The mystery deepens when Jenson admits to Holly that the sounds remind him of a nasty acid trip he previously had. She admits that a door leading into darkness appeared on the mountainside in her dream. The two sneak away to look around, and sure enough, they come to a door. When it appears as though they are on to something, some unknown charges cause an avalanche that kills Denise and renders Andy helpless. The remaining crew is forced to enter the door and pray that whatever is beyond it will keep them safe for the time being as things swiftly go wrong.

The Heart of ‘Devil’s Pass’ Is Tension

An enticing number of the “oh shit!” moments that make horror such an exciting genre, those moments that catch your breath or make your stomach plummet, are peppered throughout the film. The first is the finding of the door on the mountaintop, which, despite Holly’s foreboding, never feels like a genuine possibility until it’s there in front of them. It’s so incredibly ludicrous and menacing.There is an inherent tension in people visiting locations that they aren’t supposed to be in, especially if there is military or government participation, as other excellent found-footage horrors like Area 51 demonstrate. The characters are getting involved in matters way above their pay grade, which exposes them to a variety of physical dangers. The best-case scenario is detention or simple execution on the spot, while the worst-case scenario is the discovery of some top-secret invention that could mean the end of more than just the main characters.

When writing Devil’s Pass’ final act, Harlin truly takes advantage of this. The entrance opens up to a maze-like military bunker that has obviously been abandoned for a while but is still littered with paperwork, gear, and even strangely twisted corpses. Another fantastic “oh shit!” scene occurs in the third act as two hooded people approach the group in the snow. Andy, who is lying wounded on the ground, deduces that whomever these individuals are, they arrived too quickly to be genuine rescuers and must have more sinister intentions.They rush desperately between attempting to aid their fallen colleague and ultimately fleeing for their life as he exhorts them to run and leave him behind. These hooded individuals are unidentifiable due to Harlin’s clever use of distance between them and the characters and the camera. They are simply two dark figures moving through the never-ending white countryside. The audience is made to feel the same rush of dread and confusion as the protagonists because to the chillingly unsettling visual doubt that has been created.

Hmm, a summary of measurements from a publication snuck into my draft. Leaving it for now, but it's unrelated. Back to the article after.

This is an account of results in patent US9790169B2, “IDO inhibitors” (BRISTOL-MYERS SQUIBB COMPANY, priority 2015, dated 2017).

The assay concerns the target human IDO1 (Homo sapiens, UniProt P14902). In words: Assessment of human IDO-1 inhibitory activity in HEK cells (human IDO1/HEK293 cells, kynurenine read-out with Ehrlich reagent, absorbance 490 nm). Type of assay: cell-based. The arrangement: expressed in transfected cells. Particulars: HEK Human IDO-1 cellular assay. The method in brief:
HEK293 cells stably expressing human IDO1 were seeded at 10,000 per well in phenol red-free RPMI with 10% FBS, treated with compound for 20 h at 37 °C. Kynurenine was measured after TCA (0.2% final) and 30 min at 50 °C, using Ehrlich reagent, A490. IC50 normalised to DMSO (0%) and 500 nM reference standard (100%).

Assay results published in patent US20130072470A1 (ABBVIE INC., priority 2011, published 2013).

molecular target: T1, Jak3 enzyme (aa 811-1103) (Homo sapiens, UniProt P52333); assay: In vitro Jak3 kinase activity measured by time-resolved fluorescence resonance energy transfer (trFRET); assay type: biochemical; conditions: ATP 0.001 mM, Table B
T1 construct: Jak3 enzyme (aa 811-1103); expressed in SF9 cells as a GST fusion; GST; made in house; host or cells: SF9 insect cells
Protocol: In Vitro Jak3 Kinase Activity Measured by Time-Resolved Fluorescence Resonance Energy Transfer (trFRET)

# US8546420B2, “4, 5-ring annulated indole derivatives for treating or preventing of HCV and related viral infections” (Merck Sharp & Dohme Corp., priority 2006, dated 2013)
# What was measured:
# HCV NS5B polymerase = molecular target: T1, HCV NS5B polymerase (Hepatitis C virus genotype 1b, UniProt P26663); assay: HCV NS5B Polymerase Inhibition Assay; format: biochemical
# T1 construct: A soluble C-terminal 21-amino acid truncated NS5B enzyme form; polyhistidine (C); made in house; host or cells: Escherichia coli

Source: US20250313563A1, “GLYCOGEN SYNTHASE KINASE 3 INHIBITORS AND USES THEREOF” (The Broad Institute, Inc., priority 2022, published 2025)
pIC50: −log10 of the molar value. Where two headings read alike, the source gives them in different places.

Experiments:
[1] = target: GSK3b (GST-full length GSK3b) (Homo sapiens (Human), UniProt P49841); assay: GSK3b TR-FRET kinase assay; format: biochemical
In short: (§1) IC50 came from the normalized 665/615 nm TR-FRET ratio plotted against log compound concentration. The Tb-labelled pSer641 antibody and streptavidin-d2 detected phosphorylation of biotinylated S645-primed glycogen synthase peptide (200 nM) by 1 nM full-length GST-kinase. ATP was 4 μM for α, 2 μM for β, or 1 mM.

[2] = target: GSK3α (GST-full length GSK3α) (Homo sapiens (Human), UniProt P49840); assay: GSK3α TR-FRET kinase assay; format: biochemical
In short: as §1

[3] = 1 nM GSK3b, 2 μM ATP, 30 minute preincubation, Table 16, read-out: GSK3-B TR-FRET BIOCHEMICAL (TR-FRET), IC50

The discovery of humanoid monsters hiding in the bunker’s shadowy depths is the single scene that the film fails to deliver on. They are the same type of humanoid monster that has appeared in several horror films, including The Descent and Blair Witch. That’s not quite accurate, though, because these can teleport! The scene gradually degenerates into cheap-looking junk that curiously reminds one of old video games as these creatures begin appearing everywhere and chasing towards our remaining characters, especially because it was shot in night-vision mode.The poor CGI creature effects feel a little stupid and lacklustre after such an excellent buildup of mystery and dread. Thankfully, the sequence doesn’t drag on for too long and really advances the plot because the main plot element is about to appear.

What Is the ‘Devil’s Pass’ Time Travel Subplot?

After one of the creatures kills J.P., Jensen and Holly discover a wormhole and begin to analyse how and why it might operate and whether it would be able to free them from the bunker. However, it’s an intriguing twist that calls to mind the good old urban legends of military experimentation and its endless possibilities, like those explored in Apollo 18, the aforementioned Area 51, and The Philadelphia Experiment. In typical horror style, this leads to many perplexing assumptions and dubious decisions.A common argument holds that the Dyatlov group accidentally came into some form of top-secret government work or was approached by the military, making this revelation a cool and not altogether absurd explanation for all the crazy. It’s also a fantastic opportunity to broaden the terrifying scope of the story’s setting: yetis, UFOs, and the Russian military are one thing, but now that time travel is a reality, isn’t it the only hope for escaping this terrible circumstance? The protagonists are completely outclassed by the scope of the situation, and the weighty ramifications of their revelation are oppressive.